By then, Hifter was backed by Egypt and the UAE. Egypt, which shares a 750-mile border with eastern Libya, was concerned about instability and Islamist militants spilling into its territory. And its own authoritarian leader, President Abdel Fatah al-Sissi, a former military general, saw Hifter as a kindred soul.
For the UAE and Saudi Arabia, Hifter is a vehicle for them to extend their influence in North Africa. They and Egypt also see him as a bulwark against the rise of political Islam, especially the Muslim Brotherhood. The trio’s main regional competitors, Qatar and Turkey, supported Islamist militias fighting Hifter.
France courted Hifter, attracted largely by his vocal stance against terrorism and concerns over an exodus of Libyans fleeing by boat to Europe. At the time, the Islamic State had seized the coastal city of Sirte, and al-Qaeda and other militant groups had moved into eastern Libya. Russia’s support of Hifter is part of a wide-scale effort to extend the Kremlin’s reach and influence in the Middle East and Africa.
It was no surprise that they all kept silent as Hifter’s forces this year swept from his eastern stronghold, seizing oil fields and large swaths of the south. The Islamic State had been ousted from Sirte, oil production had been restored, and far fewer migrants were heading to Europe from Libya.
“Hifter’s belligerence is due in no small part to the silence of the international community during his previous operations, including his expansion into south Libya,” Tarek Megerisi, a Libya analyst with the European Council on Foreign Relations, wrote in a paper last week. “Most European governments, led by France, have long believed that a new political process can be built around the fickle field marshal.”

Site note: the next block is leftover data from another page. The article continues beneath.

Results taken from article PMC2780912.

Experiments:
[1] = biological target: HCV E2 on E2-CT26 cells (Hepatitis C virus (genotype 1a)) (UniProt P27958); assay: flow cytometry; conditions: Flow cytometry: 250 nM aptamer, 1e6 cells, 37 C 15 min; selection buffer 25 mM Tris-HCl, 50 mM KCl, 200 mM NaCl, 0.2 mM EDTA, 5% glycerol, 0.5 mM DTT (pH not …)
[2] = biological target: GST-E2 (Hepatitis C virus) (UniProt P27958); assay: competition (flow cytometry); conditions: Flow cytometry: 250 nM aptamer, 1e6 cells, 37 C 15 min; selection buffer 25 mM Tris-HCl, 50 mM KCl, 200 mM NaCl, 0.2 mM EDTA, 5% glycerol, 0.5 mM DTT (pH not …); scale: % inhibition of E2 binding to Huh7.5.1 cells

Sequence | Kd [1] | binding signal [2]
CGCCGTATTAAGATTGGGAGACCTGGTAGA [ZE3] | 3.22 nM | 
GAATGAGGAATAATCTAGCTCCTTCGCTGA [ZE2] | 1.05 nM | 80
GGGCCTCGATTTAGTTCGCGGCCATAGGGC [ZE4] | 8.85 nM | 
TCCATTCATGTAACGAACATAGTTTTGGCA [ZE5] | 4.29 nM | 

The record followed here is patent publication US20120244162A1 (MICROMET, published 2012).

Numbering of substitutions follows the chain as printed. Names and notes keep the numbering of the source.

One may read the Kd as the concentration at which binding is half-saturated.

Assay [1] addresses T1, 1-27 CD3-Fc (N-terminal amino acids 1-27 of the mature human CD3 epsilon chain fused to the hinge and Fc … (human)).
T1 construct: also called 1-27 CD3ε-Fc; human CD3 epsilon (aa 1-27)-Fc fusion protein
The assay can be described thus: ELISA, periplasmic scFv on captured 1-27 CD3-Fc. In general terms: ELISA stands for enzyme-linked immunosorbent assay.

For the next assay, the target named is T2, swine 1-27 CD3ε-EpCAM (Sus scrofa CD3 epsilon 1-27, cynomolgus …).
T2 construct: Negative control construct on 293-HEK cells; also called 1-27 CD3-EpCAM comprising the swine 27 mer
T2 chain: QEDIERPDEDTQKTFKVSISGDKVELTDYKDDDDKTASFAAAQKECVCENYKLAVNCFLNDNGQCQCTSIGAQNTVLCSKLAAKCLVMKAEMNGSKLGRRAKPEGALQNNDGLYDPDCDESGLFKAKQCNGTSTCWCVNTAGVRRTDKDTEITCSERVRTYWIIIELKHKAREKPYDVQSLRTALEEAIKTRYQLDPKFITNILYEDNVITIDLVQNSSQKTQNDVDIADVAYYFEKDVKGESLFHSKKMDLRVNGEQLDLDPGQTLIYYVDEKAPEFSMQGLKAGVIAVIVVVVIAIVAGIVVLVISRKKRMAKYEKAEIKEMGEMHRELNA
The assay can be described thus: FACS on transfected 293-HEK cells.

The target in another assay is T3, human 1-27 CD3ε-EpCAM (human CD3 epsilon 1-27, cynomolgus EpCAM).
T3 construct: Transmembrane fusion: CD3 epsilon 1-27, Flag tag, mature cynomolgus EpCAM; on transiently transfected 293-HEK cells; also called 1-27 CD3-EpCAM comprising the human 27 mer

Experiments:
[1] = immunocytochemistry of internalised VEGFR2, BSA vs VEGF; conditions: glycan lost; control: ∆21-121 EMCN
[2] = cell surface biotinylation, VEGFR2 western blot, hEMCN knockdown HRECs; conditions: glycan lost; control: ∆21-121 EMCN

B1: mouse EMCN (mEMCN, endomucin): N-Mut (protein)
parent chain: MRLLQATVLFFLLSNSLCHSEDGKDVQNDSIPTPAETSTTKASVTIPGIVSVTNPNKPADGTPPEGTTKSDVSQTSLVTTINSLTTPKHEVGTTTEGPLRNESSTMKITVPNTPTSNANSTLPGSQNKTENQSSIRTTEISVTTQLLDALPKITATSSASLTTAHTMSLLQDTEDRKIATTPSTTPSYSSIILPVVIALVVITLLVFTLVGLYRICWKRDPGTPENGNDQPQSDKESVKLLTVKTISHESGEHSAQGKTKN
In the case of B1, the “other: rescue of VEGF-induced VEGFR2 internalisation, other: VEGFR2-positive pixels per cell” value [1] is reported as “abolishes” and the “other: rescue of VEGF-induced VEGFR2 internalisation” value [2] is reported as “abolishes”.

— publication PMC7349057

The United States, too, kept silent. It publicly supports the U.N.-backed Tripoli government that it helped install, but it has also hedged its bets with Hifter. Gen. Thomas Waldhauser, the head of the U.S. Africa Command, told reporters in Munich in February that the United States had “lines of communications” open with Hifter and other Libyan groups.
On Sunday, Secretary of State Mike Pompeo demanded that Hifter halt his offensive and return to “status quo ante positions.” But most observers say the Trump administration, which has significantly lessened its engagement in Libya, has little clout with Hifter.
“U.S. position hardening, while France and Russia still protect [Hifter] in the UNSC,” Wolfram Lacher, a Libya expert at the German Institute for International and Security Affairs, said in a tweet. “But statements as such will not make much of an impact. Besides, a return to status quo ante positions will not satisfy [Hifter’s] adversaries at this stage.”
By Tuesday, pro-government militias flooded into Tripoli from other cities where Hifter is despised to block his advance. Before the escalation, the government in Tripoli had been widely seen by Libyans as weak, incapable of paying salaries or providing security. Hifter’s progress has given it new life, analysts said.
“Now that you have war, you have a polarization,” said the Clingendael Institute’s Harchaoui. “The people who are against Hifter are now very enthusiastically committed to protecting a government they hated a few weeks ago. They need to cling onto something that is not Hifter.”